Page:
Tuesday, January 15, 2013

Perfecting the Bucket Shower

Guest house shower in India and Nepal
There are many things you take for granted that you realize while traveling. It could be cold cereal in the morning or soft bed at night. It might be your closet full of cloths or maybe some clean socks. Maybe its something as small as a normal outlet to plug your computer into or maybe its as important as electricity. One thing I missed was a good old shower, not one of the fancy ones with jets on all sides or one of those huge ones that simulate rain. When you have to ask for a bucket for a shower and pay for extra and wait five minutes for hot water to add to your bucket of freezing cold water you reminisce of the shower at home.

A good "bucket showers" is hard to achieve, it takes a lot of practice, mistakes, and aha moments. When you pour the water over your dry cloths, or if you run out of water before all the soap is off or maybe you leave the shower with dirt still behind your ears (what did your mom say?) you will realize how hard of a task it is.

While traveling in India and Nepal and through my many experiences hiking into the back-country I have perfected the "Bucket Shower".

First is Bucket shower anatomy. You have the main water vessel and a smaller hand held bucket. The small bucket is to use as a pouring device and the large bucket a reservoir for the water. 

Second thing to think about is that water is limited, sometimes only a gallon (3.7 L). A low flow shower uses about 7-8 gallons every 5 mins and older shower heads can use up to 20 gallons in 5 mins. Another consideration is that you usually are only packing one of those travel towels, that at best cover your abdomen.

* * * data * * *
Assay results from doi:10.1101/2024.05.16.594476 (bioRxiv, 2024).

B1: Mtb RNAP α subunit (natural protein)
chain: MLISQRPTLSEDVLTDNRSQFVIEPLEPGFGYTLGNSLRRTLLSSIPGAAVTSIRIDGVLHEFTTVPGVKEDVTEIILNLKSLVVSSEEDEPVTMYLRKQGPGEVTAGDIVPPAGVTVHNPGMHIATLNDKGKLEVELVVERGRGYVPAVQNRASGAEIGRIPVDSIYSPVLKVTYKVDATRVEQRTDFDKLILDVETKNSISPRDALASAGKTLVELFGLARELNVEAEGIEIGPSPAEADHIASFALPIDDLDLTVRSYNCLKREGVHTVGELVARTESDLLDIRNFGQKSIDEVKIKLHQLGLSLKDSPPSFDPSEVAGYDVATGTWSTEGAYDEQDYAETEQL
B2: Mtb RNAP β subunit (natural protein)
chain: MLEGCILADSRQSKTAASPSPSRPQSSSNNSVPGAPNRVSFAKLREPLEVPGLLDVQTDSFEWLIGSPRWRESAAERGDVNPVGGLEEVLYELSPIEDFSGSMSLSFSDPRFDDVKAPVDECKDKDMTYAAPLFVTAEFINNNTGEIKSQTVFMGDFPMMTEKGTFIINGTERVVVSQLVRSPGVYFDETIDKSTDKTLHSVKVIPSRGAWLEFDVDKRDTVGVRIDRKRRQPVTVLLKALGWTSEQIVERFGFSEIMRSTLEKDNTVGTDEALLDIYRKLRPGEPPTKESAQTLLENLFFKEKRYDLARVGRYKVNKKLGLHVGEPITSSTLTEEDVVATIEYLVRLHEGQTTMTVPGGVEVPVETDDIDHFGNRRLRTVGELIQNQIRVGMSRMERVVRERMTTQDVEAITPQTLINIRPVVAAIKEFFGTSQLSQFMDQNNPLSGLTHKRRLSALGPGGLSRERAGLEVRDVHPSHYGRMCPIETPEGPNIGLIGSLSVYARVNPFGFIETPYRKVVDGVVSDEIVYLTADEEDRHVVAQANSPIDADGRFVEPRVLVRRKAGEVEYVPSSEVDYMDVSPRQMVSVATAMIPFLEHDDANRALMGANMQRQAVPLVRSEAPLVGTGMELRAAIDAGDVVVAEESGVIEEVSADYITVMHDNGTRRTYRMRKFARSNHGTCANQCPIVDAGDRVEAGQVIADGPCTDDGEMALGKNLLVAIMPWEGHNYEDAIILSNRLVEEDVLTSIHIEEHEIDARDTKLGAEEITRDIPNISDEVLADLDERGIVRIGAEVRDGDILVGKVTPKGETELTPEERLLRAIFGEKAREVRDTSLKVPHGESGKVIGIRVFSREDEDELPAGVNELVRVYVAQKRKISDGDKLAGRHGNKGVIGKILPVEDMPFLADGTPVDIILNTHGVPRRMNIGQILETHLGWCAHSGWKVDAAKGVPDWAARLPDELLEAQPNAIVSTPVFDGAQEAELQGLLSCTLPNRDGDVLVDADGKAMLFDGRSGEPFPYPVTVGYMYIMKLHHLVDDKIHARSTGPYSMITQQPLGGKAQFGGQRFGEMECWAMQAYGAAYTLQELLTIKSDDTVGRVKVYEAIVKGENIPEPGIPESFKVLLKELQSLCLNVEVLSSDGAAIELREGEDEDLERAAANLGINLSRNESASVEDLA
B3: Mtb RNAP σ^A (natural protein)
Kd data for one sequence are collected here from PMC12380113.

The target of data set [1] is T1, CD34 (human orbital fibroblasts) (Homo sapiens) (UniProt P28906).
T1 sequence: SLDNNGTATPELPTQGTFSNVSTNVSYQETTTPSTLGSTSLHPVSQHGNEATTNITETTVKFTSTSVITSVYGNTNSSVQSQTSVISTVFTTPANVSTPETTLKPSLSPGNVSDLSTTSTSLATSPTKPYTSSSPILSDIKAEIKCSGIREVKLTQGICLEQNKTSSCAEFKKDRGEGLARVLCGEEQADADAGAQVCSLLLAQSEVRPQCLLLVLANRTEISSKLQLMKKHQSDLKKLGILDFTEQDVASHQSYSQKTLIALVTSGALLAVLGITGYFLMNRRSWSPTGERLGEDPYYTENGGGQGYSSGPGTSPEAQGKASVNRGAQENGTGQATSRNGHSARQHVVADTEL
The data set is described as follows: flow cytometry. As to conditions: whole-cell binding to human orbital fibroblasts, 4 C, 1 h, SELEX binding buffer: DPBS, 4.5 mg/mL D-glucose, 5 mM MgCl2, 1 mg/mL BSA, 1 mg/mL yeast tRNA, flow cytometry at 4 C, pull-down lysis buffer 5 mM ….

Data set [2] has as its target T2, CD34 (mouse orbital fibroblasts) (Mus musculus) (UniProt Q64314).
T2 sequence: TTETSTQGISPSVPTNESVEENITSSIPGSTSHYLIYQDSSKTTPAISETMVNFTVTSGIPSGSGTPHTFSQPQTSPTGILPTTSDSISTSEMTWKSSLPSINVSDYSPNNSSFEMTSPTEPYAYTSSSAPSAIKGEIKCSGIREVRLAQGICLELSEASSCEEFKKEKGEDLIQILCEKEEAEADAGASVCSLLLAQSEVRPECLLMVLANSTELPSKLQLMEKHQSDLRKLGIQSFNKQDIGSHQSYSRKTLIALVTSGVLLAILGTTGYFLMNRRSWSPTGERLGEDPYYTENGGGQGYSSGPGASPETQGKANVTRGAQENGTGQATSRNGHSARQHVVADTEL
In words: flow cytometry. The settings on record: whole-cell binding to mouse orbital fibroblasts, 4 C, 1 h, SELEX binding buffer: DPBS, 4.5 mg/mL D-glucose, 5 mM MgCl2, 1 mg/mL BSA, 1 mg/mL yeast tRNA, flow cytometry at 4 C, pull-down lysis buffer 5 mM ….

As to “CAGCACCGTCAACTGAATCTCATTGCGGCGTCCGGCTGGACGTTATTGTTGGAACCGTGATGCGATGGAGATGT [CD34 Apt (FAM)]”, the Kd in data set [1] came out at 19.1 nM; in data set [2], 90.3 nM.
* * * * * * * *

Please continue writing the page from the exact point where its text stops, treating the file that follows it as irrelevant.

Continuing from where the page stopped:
Bucket showers can get messy, usually in India and Nepal, there are special rooms or sections of the room for taking bucket shower (usually has a drain). There is usually not much storage space to put your cloths or bathing items. Bucket showers can get messy, water usually flies everywhere as you pour it on yourself, so make sure your cloths and towel are far enough away to stay dry.

Shampooing and conditioning is not always an option. A two in one conditioning shampoo can help greatly in these situations. Trust me you don't want soapy hair afterwards.

Make sure when you pour the water over yourself that you are not standing over the bucket, otherwise you will contaminate your only water source with soapy runoff. First pat on a small amount of water and then add soap, soaking your hair in the small pour bucket will help reduce water loss and wet your hair thoroughly.

You might be in many different situations, maybe its freezing cold, maybe you are in public or in an open area, maybe you are in nature. You must be able to adapt to the situation.

If its cold, no matter how much you want to, don't pour slowly, you will just prolong the suffering. On the Annapurna Circuit it was often below freezing and normally the water was just as cold. Sometimes the showers were outside with only a wooden division to protect you from spying eyes. Make sure you have your warm cloths close, socks and gloves included. If you want you could pay extra for a small addition of hot water to your bucket. This could be worth it once and a while.

Women in India if in public usually bath in a saree-like cover wrapped around them. If you are a women that has to bath in public make sure to wear fully covering clothing that dry quickly. This can also help in homes where the bathing area is open to the rest of the house. Often a family with bath together.

I hope when you receive your first bucket you will remember my post and come up with your own perfections to the "bucket shower". Happy Travels.




3 comments:

  1. Oh My God! I didnt know our regular bucket bath could be so tedious for a friend from far of country... :) Happy travelling...

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  2. I guess you've got to do what you've got to do.

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  3. I think going to India during monsoon season would solve the shower problem.

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